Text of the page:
Fresh Air

Weekdays at 6pm
Terry Gross
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Middle East
1:52 pm
Tue September 18, 2012

Journalist Examines Chaotic Fighting In Syria

Ghaith Abdul-Ahad is a correspondent for The Guardian reporting for PBS Frontline.
Martin Argles/The Guardian AP

Originally published on Tue September 18, 2012 6:23 pm

The battle in Syria is being fought by rebel fighters who lack many of the basics typically associated with warfare: helmets, a large supply of ammo, and military planning.

"I was with one fighter who had 11 bullets, and he was, like, roaming as a freelance fighter along the front line trying to pick up a fight somewhere," journalist Ghaith Abdul-Ahad tells Fresh Air contributor Dave Davies.

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Music Reviews
12:00 pm
Tue September 18, 2012

Brad Mehldau: (Unlikely) Songs By Other People

Brad Mehldau's latest covers project, Where Do You Start, came out Tuesday.
Michael Wilson Courtesy of the artist

Originally published on Tue September 18, 2012 6:23 pm

At this point, there's nothing special about jazz musicians playing post-Beatles pop: It's just the new normal. But one of the trendsetters on that score was pianist Brad Mehldau and his versions of Radiohead and Nick Drake tunes. Now, Mehldau's trio has a new covers album out.

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Books
1:02 pm
Mon September 17, 2012

How Obama, Roberts Interpret Laws In 'The Oath'

Barack Obama is sworn in as the 44th president of the United States on Jan. 20, 2009, in Washington.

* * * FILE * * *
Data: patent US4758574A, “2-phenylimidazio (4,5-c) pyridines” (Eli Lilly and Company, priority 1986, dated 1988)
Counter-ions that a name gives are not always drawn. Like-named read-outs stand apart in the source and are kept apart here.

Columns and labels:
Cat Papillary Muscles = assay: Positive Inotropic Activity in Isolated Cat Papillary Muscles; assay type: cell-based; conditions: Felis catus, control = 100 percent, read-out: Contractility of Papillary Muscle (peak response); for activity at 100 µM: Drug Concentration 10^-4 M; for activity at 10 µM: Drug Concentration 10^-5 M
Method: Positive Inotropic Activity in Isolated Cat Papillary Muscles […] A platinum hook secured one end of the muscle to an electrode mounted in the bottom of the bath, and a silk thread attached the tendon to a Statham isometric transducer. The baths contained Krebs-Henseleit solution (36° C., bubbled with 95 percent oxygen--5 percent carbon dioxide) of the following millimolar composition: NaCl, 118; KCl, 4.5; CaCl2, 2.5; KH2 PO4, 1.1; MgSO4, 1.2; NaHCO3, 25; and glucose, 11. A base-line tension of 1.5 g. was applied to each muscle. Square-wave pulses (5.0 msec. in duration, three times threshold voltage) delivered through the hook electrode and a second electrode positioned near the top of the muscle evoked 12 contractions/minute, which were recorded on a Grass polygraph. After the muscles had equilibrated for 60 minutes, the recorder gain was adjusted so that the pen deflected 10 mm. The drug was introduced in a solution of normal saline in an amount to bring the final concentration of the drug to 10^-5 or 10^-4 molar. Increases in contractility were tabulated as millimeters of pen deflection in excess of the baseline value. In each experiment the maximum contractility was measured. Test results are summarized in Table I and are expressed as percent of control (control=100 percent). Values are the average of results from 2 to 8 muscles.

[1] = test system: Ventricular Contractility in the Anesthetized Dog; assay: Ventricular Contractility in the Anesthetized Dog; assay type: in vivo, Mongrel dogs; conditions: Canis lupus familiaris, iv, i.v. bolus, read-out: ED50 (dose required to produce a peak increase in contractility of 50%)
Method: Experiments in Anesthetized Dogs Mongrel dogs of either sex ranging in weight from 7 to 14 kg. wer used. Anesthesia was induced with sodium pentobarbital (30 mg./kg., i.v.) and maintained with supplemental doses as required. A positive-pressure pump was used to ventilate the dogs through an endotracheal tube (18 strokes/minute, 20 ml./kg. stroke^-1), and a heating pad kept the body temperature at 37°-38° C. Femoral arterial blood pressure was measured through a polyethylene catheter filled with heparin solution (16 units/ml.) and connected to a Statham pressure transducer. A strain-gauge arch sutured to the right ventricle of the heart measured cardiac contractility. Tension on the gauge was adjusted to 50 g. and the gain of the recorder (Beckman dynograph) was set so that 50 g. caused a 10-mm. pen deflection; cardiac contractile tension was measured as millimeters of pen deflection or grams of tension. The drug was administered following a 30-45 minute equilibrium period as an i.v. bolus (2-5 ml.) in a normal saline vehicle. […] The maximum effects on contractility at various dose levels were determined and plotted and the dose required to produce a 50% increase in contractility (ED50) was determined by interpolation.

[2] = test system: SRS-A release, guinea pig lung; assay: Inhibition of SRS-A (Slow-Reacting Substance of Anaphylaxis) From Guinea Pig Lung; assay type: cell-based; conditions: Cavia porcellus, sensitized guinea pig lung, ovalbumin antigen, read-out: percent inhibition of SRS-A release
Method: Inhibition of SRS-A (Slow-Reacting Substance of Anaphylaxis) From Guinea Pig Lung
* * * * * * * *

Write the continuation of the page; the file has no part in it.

Tim Sloan Getty Images

Originally published on Tue September 18, 2012 11:25 am

During his 2008 presidential campaign, Barack Obama ran on the platform of "change we can believe in" โ€” but he has a different approach to the Supreme Court's interpretation of constitutional law.

"Obama is a great believer in stability โ€” in the absence of change โ€” when it comes to the work of the Supreme Court," Jeffrey Toobin, author and senior legal analyst for CNN, tells Fresh Air's Terry Gross. "He is the one trying to hold onto the older decisions, and [Chief Justice John] Roberts is the one who wants to move the court in a dramatically new direction."

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Fresh Air Weekend
8:03 am
Sat September 15, 2012

Fresh Air Weekend: W. Kamau Bell, Michael Lewis

W. Kamau Bell's new FX weekly series Totally Biased mixes standup, sketches and interviews.
Matthias Clamer

Originally published on Sat September 15, 2012 11:19 am

Fresh Air Weekend highlights some of the best interviews and reviews from past weeks, and new program elements specially paced for weekends. Our weekend show emphasizes interviews with writers, filmmakers, actors, and musicians, and often includes excerpts from live in-studio concerts. This week:

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Movies
12:45 pm
Fri September 14, 2012

'Chico & Rita': An Animated Film With A Cuban Beat

Chico's story mimics the stories of many Cuban musicians who left Havana and arrived in New York City in the 1940s โ€” a time when musicians like Charlie Parker and Dizzy Gillespie were starting to emerge.
Luna Films

Originally published on Tue September 18, 2012 11:24 am

This interview was originally broadcast on April 12, 2012. Fernando Trueba's Chico & Rita is now out on DVD.

The animated film Chico and Rita is set in 1940s Havana, at a time when Cuban musicians were starting to leave the country and join the jazz scene in New York. It was also a time when musical styles were fusing โ€” and changing the Afro-Cuban jazz scene entirely.